Two Middle Eastern men approached Zwemer Institute executive director James Dretke after he delivered a speech in Arlington, Texas, and said they objected to something he said. He quickly thought through his speech and assumed they referred to comments he made about Muslim beliefs.
What they complained about instead surprised him. "You said that 90 percent of the world's Muslims are Sunni and 10 percent are Shi'ah," one of the men said. "We wanted you to know that the Shi'ah are not Muslims at all."
While such heated tensions have existed within Islam since the seventh century, the fall of Saddam Hussein's mostly Sunni regime and last week's massive Shi'ite procession to Karbala have brought extensive media attention to the division between the Sunni and Shi'ite branches of Islam.
While adherents to Sunni (more than 1 billion) far outnumber those of Shi'ah (more than 170 million), Shi'ites have long held the majority in Iran and Iraq. Iran is a Shi'ite theocracy, but Iraq has long been ruled by a secularist Sunni government despite its 60 percent Shi'ite population. Now that the nation is in political flux, observers are unsure how the religious division will shape the new government and its perspective on religious freedom.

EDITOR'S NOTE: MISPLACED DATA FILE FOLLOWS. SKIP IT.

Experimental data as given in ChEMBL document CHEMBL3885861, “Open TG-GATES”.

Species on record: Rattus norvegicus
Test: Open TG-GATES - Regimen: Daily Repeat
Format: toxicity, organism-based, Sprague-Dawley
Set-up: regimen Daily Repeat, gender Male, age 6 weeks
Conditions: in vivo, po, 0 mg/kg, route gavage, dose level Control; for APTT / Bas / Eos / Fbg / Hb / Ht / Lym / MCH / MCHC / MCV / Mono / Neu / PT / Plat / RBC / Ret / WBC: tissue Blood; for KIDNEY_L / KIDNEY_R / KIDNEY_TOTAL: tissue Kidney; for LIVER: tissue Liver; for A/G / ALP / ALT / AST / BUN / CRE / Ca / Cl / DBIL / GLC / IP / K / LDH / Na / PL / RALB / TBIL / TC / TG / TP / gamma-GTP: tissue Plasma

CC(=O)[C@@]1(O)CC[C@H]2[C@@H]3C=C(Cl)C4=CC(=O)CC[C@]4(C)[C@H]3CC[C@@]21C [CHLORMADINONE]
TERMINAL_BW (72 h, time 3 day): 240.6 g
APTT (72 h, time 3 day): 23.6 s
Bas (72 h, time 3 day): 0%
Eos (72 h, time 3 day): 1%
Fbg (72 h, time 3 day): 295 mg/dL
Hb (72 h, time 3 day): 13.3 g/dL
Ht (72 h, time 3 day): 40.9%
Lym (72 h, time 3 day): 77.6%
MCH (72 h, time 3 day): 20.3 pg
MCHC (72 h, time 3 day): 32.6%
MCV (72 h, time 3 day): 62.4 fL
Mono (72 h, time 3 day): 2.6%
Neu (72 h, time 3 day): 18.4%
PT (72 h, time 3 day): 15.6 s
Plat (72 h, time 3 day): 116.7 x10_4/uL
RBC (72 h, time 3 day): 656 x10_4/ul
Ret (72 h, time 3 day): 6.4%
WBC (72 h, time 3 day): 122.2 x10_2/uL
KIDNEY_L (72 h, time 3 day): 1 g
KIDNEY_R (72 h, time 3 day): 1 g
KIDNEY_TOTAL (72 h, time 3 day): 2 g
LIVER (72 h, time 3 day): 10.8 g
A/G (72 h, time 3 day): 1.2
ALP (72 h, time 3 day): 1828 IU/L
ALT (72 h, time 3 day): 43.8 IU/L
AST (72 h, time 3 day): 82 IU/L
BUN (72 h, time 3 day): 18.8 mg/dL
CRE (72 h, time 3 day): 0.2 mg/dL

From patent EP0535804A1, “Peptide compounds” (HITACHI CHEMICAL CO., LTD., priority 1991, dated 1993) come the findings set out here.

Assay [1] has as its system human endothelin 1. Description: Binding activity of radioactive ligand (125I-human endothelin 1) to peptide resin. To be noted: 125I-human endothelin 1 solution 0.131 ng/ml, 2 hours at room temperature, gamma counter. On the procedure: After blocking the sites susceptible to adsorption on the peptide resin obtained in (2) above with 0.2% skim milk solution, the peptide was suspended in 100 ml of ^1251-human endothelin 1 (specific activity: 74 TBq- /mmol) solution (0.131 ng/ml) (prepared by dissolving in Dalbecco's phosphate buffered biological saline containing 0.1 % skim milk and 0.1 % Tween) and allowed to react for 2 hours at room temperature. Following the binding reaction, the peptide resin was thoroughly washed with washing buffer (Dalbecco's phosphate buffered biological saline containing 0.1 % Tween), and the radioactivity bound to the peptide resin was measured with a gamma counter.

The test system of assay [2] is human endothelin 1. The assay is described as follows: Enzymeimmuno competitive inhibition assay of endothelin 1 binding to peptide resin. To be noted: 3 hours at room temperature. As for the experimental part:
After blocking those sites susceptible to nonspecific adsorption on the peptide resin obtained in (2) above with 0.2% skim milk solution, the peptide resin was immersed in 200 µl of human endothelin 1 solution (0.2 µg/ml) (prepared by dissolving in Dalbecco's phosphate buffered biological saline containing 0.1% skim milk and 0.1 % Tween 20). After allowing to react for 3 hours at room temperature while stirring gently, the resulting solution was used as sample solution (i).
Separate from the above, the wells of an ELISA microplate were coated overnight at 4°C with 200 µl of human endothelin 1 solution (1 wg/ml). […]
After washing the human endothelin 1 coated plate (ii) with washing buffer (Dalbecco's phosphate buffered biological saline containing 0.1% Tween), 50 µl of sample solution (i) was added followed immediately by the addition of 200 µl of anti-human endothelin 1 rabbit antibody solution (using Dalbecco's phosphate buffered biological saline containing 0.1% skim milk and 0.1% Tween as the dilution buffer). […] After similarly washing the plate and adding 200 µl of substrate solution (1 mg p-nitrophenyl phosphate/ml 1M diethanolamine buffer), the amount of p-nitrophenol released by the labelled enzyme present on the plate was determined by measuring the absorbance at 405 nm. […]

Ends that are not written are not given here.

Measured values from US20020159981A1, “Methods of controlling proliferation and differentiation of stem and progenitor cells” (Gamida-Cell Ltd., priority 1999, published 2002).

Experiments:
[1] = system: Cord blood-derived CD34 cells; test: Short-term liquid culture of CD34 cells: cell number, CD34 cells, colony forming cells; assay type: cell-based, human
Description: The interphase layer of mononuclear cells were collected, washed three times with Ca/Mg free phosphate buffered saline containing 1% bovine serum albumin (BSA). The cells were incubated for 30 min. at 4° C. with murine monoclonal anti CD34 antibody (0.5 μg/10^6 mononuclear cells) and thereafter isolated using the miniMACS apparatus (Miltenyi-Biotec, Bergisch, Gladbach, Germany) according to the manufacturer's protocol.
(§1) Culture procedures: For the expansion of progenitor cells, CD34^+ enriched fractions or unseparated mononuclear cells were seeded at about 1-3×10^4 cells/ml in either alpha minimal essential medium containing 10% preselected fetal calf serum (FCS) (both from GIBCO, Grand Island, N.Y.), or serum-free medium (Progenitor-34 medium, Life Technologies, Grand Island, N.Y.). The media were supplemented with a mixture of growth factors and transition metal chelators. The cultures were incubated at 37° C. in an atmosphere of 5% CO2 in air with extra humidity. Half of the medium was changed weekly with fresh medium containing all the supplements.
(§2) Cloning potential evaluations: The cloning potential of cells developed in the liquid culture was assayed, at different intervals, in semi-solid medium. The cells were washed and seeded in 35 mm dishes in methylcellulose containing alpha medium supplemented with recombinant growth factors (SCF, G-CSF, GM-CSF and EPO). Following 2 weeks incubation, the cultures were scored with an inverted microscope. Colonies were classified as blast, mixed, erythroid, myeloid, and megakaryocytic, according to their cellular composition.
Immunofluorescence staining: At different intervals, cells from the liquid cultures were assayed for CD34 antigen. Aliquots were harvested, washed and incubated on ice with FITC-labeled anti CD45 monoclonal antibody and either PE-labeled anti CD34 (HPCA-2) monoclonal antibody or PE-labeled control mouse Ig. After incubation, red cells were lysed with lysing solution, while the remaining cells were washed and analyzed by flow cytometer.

But do the differences between Sunni and Shi'ah have implications for evangelism, Christian-Muslim dialogue, and Iraq's church?
What split the Shi'ah and Sunni?
The division between the two groups dates to the death of Muhammad in A.D. 632. The orthodox Sunni (or "example of the prophet") first emerged during a dispute about who would become the next caliph, the leader of the Islamic community.
According to Dudley Woodberry, professor of Islamic studies at the School of World Mission at Fuller Theological Seminary ...1
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